HomePick of the DayPick of the Day: 1960 Buick LeSabre

Pick of the Day: 1960 Buick LeSabre


While many consider the 1950s to be the height of American car design, the cars of the early ’60s were when U.S. car designers really pulled out all the stops. Drawing on aircraft design and cars-of-the-future styling, they gave us some of the greatest automotive shapes ever.

A good example of this futuristic design is the Pick of the Day, a fantastic 1960 Buick LeSabre two-door sedan that is as cool as they come.

This Buick is a true survivor, according to the seller, a preservation car bought from its original owner by the Riverside, New Jersey, dealer advertising the car on ClassicCars.com.

, Pick of the Day: 1960 Buick LeSabre, ClassicCars.com Journal
A sweeping roofline and fabulous tailfins set the Buick apart

The color is Forest Green with contrasting light-and-dark-green interior. The photos with the ad show that the seats have some seam splits, but it looks as if they could be re-sewn, keeping the car highly original.

The car is powered by a 364 cid V8 with automatic transmission. Prior to offering the car for sale, the seller did a complete overhaul of the brake system, replacing wheel cylinders, brake lines and shoes, according to the listing.

The engine compartment looks like it could use a cleaning and detailing, but the car most likely could be brought up to a higher level with a bit of time and elbow grease.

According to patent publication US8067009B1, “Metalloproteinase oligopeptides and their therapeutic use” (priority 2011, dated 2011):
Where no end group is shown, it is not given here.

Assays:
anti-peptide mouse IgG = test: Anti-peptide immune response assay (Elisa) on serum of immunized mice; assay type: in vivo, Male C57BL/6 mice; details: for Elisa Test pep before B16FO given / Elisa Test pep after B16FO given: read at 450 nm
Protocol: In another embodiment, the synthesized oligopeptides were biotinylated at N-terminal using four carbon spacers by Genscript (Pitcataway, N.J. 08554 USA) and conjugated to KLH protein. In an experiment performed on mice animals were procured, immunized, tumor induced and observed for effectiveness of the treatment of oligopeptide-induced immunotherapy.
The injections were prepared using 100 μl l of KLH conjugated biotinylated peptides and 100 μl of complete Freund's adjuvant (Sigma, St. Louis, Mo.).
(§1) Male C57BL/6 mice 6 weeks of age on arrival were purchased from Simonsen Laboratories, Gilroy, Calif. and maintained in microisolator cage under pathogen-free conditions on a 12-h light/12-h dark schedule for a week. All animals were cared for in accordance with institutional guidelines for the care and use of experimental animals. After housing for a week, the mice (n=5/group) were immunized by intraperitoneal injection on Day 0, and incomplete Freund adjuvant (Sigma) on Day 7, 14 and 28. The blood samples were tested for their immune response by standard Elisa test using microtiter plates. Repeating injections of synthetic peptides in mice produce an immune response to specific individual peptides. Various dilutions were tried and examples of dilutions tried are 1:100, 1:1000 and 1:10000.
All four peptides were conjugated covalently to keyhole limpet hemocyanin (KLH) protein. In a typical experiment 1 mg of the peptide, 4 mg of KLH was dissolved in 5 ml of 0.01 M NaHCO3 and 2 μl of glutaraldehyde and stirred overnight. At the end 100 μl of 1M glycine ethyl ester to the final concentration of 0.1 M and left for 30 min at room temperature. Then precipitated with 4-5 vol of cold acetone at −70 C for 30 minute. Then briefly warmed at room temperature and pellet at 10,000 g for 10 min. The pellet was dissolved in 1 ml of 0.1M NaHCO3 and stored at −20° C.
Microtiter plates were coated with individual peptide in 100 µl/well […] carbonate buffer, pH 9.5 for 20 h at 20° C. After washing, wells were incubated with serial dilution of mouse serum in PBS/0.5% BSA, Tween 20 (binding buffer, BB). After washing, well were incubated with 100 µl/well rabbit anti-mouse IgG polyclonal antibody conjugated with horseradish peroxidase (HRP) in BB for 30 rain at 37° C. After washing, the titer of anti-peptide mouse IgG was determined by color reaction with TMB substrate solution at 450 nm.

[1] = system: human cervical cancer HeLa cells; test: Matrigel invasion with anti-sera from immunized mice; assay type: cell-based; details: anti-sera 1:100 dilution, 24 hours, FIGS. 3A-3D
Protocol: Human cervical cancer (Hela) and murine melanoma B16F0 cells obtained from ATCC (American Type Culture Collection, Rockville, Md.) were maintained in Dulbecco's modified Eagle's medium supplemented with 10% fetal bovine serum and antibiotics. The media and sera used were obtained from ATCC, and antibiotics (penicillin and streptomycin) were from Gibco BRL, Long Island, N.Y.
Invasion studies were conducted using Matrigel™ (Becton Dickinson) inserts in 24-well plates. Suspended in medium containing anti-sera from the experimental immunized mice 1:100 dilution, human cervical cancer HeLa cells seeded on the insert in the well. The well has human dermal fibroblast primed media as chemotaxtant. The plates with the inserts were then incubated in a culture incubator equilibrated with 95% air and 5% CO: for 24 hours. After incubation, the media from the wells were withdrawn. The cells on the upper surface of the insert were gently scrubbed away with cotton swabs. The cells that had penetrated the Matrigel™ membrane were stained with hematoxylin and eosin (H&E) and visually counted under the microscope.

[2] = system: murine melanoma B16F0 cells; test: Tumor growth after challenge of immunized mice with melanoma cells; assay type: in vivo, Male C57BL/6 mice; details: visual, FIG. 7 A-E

, Pick of the Day: 1960 Buick LeSabre, ClassicCars.com Journal
The original interior looks like it could be repaired

The LeSabre was Buick’s entry-level vehicle, which is difficult to believe looking at the pictures of this car. There are acres of chrome and so many unique styling elements that it is hard to catalog them all.

The rear-fin treatment alone creates an awesome car design. The Buick would fit in perfectly on the TV show Mad Men.

The 1960 LeSabre introduced a few new things to the world, and revised some old ones as well. Making a reappearance were the chrome “Ventiport” portholes that had disappeared in 1957. New were the concave grill, the Buick Tri-Shield emblem, a instrument panel that included the ingenious “Mirromatic” speedometer where you could move the display up or down, and a new two-spoke steering wheel with horn bars instead of a horn ring.

Cars such as this LeSabre are not yet considered top-tier collectibles, which is great for anyone who falls for this car’s unique styling. If the Buick is as all-original as the seller states, it could be a viable contender for a number of AACA Preservation Class awards at both the regional and national level.

The asking price of $14,900 seems like very little money for quite a lot of very stylish car.

To view this listing on ClassicCars.com, see Pick of the Day


Andy Reid
Andy Reid
Andy Reid's first car, purchased at age 15, was a 1968 Fiat 124 coupe. His second, obtained by spending his college savings fund, was a 1966 Ferrari 330 GT 2+2. Since then, he has owned more than 150 cars—none of them normal or reasonable—as well as numerous classic motorcycles and scooters. A veteran of film, television, advertising and helping to launch a few Internet-based companies, Reid was a columnist for Classic Motorsports magazine for 12 years and has written for several other publications. He is considered an expert in European sports and luxury cars and is a respected concours judge. He lives in Canton, Connecticut.



    • In 1960 I bought a new 1960 Buick Electra 2 door Hard top. The electra 225 only came in a Convertible and a 4 door Hard Top. My Electra was bronze in color , beautiful car. I( have looked every where and none like that are available.


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